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TimesLedger Newspapers has followed the campaign of Bayside community leader Mandingo Tshaka, who has fought for more than 10 years to honor the impoverished people buried beneath what became a Flushing playground.
We confess that at first we were skeptical. We reasoned that children of all races used the playground at Martins Field and that little would be accomplished by turning it into a cemetery for people whom almost no one remembers. We were wrong and this fight has only increased the respect we already had for Tshaka.
The longtime civil rights activist understood Martins Field was symbolic of something deeply wrong in 19th-century America. The graves of the mostly African and native Americans were unmarked. In essence, they were treated as non-people and no one cared if their families would have a place to go to say a prayer or just remember their ancestors.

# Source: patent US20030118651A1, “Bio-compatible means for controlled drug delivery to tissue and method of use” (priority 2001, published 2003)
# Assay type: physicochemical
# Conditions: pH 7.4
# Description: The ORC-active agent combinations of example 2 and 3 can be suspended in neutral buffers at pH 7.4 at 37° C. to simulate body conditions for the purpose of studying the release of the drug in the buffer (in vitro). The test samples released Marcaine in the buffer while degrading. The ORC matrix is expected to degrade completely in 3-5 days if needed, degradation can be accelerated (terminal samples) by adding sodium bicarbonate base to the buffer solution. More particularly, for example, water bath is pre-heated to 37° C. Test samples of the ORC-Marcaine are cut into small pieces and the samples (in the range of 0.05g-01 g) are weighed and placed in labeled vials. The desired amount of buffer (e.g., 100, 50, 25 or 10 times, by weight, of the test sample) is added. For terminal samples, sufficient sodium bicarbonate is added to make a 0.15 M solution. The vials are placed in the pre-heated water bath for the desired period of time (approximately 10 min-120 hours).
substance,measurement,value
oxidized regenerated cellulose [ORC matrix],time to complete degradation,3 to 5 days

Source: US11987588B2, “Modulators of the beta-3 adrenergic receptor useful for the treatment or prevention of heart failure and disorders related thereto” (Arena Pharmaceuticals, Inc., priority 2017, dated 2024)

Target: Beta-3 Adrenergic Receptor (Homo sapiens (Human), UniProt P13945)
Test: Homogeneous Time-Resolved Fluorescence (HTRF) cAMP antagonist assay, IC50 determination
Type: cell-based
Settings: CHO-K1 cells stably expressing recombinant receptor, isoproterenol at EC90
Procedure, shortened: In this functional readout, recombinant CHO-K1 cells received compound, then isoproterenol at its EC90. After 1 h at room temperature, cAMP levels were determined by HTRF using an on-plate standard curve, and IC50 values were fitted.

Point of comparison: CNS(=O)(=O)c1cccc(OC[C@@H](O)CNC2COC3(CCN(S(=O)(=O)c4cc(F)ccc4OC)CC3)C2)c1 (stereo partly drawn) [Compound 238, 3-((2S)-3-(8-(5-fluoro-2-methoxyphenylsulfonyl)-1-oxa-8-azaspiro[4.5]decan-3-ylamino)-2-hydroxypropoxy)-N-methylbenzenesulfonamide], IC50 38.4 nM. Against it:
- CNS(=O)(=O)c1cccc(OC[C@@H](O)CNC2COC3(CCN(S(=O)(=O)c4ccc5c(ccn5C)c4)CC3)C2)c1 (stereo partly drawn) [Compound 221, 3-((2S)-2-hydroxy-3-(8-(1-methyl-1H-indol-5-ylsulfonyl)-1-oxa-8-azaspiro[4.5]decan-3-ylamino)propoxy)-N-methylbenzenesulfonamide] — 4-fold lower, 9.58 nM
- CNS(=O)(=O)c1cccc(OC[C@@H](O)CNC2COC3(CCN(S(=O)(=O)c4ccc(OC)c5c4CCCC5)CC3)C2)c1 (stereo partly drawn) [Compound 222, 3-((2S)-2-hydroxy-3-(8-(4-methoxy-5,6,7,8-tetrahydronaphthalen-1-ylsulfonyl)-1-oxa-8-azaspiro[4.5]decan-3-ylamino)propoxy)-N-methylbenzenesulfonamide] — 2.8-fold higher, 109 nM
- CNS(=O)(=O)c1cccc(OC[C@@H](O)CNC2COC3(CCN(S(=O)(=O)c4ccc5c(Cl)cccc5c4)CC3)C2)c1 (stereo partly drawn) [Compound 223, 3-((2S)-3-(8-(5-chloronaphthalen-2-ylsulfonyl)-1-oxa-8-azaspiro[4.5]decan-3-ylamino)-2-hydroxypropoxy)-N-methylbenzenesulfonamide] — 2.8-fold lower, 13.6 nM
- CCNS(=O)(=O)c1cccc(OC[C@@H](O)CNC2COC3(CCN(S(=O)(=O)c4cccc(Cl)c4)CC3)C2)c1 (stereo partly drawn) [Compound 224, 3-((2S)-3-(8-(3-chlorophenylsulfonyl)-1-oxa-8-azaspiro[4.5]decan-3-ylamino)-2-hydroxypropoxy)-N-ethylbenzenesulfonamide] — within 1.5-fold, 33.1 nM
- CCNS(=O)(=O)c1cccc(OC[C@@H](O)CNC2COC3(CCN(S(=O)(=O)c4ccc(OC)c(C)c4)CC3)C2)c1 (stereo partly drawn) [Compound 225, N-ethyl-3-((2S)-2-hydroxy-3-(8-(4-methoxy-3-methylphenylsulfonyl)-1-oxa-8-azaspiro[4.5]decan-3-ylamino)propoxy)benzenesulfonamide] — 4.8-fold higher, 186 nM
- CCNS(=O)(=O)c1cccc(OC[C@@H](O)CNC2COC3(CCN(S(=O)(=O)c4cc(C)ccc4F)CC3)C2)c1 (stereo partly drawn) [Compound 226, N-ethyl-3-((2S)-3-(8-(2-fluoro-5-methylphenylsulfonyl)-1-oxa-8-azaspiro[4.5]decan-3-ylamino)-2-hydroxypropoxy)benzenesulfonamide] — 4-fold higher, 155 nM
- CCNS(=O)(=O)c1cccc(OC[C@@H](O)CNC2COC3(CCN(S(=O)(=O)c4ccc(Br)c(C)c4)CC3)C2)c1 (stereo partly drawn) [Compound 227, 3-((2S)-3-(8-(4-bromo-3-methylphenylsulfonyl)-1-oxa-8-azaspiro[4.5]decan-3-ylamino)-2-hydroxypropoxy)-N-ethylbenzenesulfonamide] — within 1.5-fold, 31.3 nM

Last week, Martins Field was renamed “Olde Towne of Flushing Burial Ground.” It is estimated that more than 1,000 people, most of them minorities, were buried in this field between 1840 and 1898.
When Tshaka became aware of this injustice he began working with then-City Councilman John Liu to find a way to honor the dead buried beneath Martins Field. The site had been given to the city Parks Department in 1914 and a playground was built in 1936 as part of the former federal Works Progress Administration.
It is possible the city was unaware of the bodies buried beneath this soil. And it is understandable that the families living near Martins Field did not want their children to lose a place to play. The playground has been moved to the north end of the site where it is believed no bodies are buried.
Liu, now city comptroller and the first Asian American to hold a citywide office, recognized the importance of the renaming of the park at a ceremony last Sunday.
“We have reclaimed this as a place with real history. Today the new name recognizes the history that is beneath us,” he said.
We congratulate Tshaka and all who helped him fight this battle.
©2010 Community Newspaper Group
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